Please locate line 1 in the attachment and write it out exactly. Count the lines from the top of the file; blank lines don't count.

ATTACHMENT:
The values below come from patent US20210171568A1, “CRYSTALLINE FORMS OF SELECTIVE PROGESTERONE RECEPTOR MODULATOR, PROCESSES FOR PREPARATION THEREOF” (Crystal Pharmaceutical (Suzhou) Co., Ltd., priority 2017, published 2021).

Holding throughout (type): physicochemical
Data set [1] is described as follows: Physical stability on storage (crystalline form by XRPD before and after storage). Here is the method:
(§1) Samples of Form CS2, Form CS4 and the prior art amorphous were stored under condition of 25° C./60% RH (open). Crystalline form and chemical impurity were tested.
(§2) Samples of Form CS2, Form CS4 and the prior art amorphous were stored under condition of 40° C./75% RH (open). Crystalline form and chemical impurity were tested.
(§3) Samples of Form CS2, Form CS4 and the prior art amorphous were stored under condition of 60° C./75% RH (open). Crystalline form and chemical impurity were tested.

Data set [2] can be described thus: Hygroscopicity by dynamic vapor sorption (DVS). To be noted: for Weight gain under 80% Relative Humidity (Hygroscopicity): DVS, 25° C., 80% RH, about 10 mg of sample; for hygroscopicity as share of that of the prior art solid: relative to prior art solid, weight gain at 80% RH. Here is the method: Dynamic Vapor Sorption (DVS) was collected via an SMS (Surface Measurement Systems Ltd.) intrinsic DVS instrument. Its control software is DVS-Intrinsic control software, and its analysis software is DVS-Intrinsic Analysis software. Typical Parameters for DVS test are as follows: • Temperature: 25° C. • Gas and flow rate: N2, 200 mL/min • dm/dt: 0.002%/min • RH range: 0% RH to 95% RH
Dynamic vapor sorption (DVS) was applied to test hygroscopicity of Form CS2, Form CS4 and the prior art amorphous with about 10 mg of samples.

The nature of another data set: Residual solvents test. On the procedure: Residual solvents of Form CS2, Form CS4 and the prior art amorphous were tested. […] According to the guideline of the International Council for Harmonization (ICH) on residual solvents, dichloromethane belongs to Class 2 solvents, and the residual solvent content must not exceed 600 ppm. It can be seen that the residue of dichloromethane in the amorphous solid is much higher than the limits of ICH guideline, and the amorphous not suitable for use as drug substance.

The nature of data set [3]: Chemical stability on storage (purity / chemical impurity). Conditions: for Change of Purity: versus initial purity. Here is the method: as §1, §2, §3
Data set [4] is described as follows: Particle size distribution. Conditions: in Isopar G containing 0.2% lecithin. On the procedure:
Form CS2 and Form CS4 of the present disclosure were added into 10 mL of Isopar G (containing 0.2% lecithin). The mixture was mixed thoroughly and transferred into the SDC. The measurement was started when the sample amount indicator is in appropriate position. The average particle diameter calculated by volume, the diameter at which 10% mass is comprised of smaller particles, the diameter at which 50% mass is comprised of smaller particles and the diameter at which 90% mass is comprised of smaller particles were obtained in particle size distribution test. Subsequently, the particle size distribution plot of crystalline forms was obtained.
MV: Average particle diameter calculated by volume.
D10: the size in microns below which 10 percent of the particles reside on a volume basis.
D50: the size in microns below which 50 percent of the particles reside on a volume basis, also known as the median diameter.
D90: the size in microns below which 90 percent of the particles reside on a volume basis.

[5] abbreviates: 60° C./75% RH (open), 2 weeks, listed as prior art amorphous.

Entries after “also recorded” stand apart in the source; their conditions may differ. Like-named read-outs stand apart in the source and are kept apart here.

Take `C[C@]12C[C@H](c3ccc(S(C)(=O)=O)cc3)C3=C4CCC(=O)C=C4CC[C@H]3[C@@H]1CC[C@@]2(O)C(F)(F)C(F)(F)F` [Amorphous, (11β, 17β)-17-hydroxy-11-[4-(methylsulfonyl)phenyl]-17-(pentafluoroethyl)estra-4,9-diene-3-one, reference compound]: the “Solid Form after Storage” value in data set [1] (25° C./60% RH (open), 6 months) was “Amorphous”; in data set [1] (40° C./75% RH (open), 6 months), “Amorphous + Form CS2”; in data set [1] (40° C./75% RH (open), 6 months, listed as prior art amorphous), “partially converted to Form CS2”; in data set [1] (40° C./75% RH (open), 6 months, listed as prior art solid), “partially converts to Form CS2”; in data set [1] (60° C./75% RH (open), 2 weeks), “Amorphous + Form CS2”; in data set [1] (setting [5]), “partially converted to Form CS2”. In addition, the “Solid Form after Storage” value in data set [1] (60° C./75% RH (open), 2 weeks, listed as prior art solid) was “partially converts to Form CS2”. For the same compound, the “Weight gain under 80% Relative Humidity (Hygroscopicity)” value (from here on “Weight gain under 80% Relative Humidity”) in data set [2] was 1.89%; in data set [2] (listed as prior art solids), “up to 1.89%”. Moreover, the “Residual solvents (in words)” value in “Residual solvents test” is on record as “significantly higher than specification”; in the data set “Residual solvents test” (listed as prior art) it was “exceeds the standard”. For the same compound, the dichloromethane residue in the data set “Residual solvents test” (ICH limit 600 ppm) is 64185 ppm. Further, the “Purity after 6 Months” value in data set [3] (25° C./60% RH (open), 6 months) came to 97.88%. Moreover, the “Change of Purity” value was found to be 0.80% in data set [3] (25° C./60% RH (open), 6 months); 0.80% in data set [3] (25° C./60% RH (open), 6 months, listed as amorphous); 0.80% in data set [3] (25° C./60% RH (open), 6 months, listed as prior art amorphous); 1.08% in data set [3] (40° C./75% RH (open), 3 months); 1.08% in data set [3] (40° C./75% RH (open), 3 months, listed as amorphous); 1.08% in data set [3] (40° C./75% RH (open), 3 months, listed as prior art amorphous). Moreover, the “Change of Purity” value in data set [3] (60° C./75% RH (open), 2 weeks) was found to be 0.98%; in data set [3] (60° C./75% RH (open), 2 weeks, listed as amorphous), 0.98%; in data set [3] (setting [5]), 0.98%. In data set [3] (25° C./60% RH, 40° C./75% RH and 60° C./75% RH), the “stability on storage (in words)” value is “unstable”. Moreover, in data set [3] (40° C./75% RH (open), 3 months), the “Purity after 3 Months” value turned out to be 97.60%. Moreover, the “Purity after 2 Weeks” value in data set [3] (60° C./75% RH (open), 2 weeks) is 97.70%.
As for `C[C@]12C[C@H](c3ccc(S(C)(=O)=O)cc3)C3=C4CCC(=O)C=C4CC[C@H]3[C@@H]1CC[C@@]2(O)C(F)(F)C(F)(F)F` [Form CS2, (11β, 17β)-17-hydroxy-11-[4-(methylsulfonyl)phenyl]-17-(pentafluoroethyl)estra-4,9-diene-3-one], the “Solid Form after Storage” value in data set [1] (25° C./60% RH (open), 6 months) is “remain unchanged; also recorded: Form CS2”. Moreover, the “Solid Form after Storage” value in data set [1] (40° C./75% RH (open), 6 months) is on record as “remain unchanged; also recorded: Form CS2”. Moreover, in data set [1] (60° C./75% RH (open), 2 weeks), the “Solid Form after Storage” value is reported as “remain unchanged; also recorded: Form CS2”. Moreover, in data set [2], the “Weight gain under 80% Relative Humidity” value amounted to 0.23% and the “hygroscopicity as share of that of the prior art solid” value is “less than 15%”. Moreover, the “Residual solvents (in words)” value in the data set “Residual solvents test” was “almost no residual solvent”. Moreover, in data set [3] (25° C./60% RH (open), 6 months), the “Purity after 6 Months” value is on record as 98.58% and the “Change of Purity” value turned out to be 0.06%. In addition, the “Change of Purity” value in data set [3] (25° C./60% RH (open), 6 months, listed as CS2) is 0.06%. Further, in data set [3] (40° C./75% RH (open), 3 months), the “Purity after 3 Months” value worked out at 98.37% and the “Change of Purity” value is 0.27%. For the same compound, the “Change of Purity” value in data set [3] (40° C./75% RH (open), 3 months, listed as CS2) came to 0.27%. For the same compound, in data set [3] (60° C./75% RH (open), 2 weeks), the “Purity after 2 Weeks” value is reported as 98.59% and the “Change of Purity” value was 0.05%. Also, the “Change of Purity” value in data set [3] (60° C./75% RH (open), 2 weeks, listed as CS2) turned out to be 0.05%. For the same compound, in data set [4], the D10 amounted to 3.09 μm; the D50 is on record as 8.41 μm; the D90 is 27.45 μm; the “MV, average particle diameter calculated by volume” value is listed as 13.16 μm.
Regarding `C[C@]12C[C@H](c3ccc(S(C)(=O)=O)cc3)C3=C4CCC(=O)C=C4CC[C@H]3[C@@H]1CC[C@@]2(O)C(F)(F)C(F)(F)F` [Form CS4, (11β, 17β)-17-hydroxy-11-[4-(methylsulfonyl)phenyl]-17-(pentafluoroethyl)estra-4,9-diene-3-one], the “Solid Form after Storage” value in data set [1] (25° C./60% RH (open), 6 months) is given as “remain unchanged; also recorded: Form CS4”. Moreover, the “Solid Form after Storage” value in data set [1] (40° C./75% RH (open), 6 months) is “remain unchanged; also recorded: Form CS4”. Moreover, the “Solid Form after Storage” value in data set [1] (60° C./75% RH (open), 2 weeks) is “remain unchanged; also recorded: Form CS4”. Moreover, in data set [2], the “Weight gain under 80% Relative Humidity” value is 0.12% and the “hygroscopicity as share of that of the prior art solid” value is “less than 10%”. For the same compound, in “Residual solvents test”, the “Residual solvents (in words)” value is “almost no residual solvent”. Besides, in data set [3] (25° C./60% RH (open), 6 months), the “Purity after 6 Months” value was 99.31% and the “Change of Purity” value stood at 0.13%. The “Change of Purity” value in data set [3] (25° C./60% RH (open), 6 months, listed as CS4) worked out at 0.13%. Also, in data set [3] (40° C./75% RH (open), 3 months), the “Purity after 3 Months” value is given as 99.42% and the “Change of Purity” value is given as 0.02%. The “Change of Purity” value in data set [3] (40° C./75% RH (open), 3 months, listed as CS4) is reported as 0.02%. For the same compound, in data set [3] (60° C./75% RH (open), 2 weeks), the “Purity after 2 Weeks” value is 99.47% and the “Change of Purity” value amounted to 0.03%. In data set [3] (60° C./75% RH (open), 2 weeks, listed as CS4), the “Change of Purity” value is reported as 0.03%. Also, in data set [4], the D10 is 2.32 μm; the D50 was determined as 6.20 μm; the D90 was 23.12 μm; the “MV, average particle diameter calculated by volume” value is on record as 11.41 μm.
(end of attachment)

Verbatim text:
The values below come from patent US20210171568A1, “CRYSTALLINE FORMS OF SELECTIVE PROGESTERONE RECEPTOR MODULATOR, PROCESSES FOR PREPARATION THEREOF” (Crystal Pharmaceutical (Suzhou) Co., Ltd., priority 2017, published 2021).